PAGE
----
The metal covering piece is probably the outer seal for the front bearing--you remove both by driving the bearing out with a long metal rod (or a long punch) that reaches all the way through from the back (you have removed the inner drum and end shaft first). Tap fairly gently on the rod with a hammer and move the bearing end to another location after a few taps. The seal should pop out first, with the bearing next. Once out, look for a number on the bearing edge--it should match the replacement. Inspect the surface where the seal mates with the shaft--it should be pit and wear free. If it is not, a local machine shop should be able to repair that surface (and cheaper than a new inner drum assembly). It is essential that this surface be perfect as it keeps water out of the bearing behind it. The seal can be reused if it still fits fairly tightly on the shaft and that it was not damaged during the removal process. Check with a local bearing supply house to get a replacement bearing. The new bearing will have been greased at the factory, but you need to grease the shaft and inner seal lip with waterproof grease before installing the seal. Don't strike the inner part of the new bearing, only along the outer edge when tapping it back into the housing. Same with the seal. The far end bearing will likely be good and not need to be replaced--slowly turn the inside part and feel for any roughness which would indicate the need for replacement. If so, it gets tapped out from the front side in a similar manner as the front removal. Good luck!!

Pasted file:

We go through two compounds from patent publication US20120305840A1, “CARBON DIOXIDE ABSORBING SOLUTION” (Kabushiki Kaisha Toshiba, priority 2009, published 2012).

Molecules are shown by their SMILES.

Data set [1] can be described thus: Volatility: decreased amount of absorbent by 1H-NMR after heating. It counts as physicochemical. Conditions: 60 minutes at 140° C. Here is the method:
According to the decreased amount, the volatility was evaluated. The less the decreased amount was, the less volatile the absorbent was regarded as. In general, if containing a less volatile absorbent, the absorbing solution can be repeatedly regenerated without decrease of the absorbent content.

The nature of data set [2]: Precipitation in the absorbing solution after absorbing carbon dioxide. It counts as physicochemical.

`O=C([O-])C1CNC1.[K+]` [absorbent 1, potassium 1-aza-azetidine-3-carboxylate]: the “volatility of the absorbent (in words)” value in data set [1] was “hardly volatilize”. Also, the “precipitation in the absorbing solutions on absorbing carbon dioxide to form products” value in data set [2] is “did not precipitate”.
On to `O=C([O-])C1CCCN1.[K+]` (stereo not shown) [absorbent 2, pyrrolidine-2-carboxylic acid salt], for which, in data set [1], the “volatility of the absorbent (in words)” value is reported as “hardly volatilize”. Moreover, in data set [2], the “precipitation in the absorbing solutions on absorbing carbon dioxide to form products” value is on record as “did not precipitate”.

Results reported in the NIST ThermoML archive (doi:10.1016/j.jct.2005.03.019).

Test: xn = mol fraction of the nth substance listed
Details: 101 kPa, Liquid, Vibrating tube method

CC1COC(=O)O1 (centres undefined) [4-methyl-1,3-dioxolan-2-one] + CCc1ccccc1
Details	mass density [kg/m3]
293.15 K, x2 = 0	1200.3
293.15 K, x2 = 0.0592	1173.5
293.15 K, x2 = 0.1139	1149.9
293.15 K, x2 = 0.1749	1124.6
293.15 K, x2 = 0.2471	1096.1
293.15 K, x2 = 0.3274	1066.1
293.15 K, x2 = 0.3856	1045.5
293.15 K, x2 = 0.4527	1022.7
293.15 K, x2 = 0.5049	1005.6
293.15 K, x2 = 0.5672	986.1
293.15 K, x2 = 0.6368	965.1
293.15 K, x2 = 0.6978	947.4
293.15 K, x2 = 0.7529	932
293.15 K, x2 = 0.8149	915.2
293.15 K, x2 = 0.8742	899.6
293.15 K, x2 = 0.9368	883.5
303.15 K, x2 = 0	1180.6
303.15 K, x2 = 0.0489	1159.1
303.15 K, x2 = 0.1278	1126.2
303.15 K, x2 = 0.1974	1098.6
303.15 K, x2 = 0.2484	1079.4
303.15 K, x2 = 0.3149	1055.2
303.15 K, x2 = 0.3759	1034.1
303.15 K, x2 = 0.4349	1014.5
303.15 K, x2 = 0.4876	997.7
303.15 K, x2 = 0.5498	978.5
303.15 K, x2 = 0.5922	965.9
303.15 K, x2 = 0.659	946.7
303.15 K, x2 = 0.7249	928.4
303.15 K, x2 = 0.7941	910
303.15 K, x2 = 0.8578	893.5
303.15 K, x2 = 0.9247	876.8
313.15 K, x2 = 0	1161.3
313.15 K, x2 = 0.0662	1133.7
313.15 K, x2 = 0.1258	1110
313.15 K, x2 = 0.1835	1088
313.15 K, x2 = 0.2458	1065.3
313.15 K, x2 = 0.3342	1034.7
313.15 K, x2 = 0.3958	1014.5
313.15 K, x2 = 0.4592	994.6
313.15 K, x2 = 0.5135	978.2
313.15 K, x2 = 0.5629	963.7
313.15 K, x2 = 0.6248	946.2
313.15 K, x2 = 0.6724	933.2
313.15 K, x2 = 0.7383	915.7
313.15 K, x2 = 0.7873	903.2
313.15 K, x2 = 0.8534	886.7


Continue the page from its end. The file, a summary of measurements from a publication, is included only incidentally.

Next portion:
Remove the agitator and check the shaft seal underneath the plastic drive block at the top of the shaft. Move the shaft in different directions to check the condition of the top bearing. If none or very slight, replace the seal at the top of the shaft supporting post. Clean any grease that is outside of the seal when you are done. Be sure to not damage the seal surface on the shaft when removing/replacing the seal and pre-grease the new seal's inner lip before installing.
disconnect from electricity. take back panel off.you will see heater at bottom of tub held in by 1 10mm nut.disconnect wires to it. loosen this nut and pull heater out - you may have to help it with a screwdriver. you can then see into the gap between tub and drum and fish for the bra wire. tell her not to wear bras with wires!!
Switch off machine and unplug it from the wall socket. Remove back plate and identify the heating element. It should be located at the bottom of the outer drum. Remove element and you will have limited access to the space between the drums. Rotate the drum slowly by hand untill the bra wire gets to the bottom of the drum. Remove obstruction with hook or long tweeser.
Bit of a long shot, but I once had a machine with a crack at the root of one of the spokes on the big pulley wheel on the end of the drum - made a nasty noise once every turn as the belt tension came on and off that spoke.
Good indicator of this would be if you can make the squeak happen when you turn the drum by hand, but this stops when you take the drive belt off.
If the noise is still there with the belt off, try removing the hose that leads from the base of the drum to the pump and use the hole that leaves to try and find if anything (stray bra wire?) has got stuck between inner and fixed drums. Check for the same thing between the front edge of the drum and the back of the door seal. On some machines, you can also get a little access where the condenser plugs into the back of the drum.
Finally, give the pulley wheel a good shoogle up/down, left/right and back & forth to check the bearings are OK (another long shot).